Definition of Pan Africanism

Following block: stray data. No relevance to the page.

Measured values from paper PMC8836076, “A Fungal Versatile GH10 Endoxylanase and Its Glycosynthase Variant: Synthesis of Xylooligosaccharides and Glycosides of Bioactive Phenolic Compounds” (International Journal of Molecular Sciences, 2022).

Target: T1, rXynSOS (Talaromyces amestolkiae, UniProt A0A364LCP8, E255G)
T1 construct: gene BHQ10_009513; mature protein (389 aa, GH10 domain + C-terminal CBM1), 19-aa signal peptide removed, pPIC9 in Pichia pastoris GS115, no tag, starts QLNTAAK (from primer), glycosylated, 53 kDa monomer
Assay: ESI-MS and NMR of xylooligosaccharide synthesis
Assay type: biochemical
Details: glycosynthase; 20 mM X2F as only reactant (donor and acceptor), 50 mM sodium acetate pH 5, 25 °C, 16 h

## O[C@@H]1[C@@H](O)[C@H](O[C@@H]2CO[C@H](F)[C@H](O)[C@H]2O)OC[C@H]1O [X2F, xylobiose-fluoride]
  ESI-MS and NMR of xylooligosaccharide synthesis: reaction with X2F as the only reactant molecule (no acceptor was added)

Pan-Africanism is an internationalist philosophy that is based on the idea that Africans and people of African descent share a common bond Pan Africanism therefore seeks the unity and autonomy of African peoples and peoples of African descent it is also a vision dedicated to fulfilling their right to self-determination African diasporas the global dispersion of people of African descent from their original homelands emerged through slave trading, labor migration, commerce, and war Imagining home through a collective identity and cultural identification with Africa Pan-Africanists mobilize for the continent restoration, prosperity and safety Pan-Africanism allows African and African Diaspora communities to transcend the status of ethnic minority or oppressed nationality by replacing it with the consciousness of being a nation within a nation Colonial degradation took many forms in the African world depending on the varying policies of Britain, Portugal, France, Germany, Holland, Belgium, or the United States These policies included direct military occupation, economic subordination through labor exploitation and the regulation of trade relations, cultural imperialism, indirect rule using traditional or even manufactured tribal leaders, promises of citizenship for select Africans and seemingly benevolent development programs The attitudes of imperial officials were far from monolithic Some insisted Africans were racially inferior and needed to be controlled through corporal punishment including rape and the chopping off of limbs others saw African peoples as primitive yet noble even potential equals someday with proper mentoring over time An idea of Africa as ”the dark continent” was created over time by both official intellectual and government institutions and popular culture Africa came to be seen as suffering from dependency complexes and as unfit for self-government Importantly, racist viewpoints did not always preclude recognition of African elites who could function on many levels as modern ”credits to their race” or alternatively as keepers of ethnic wisdom and traditions. Close engagement with such elites was inherent to the civilizing mission and a crucial component of “enlightened” imperial government An idea of Africa as ”the dark continent” was created over time by both official intellectual and government institutions and popular culture Africa came to be seen as suffering from dependency complexes and as unfit for self-government Importantly, racist viewpoints did not always preclude recognition of African elites who could function on many levels as modern ”credits to their race” or alternatively as keepers of ethnic wisdom and traditions Close engagement with such elites was inherent to the civilizing mission and a crucial component of “enlightened” imperial government

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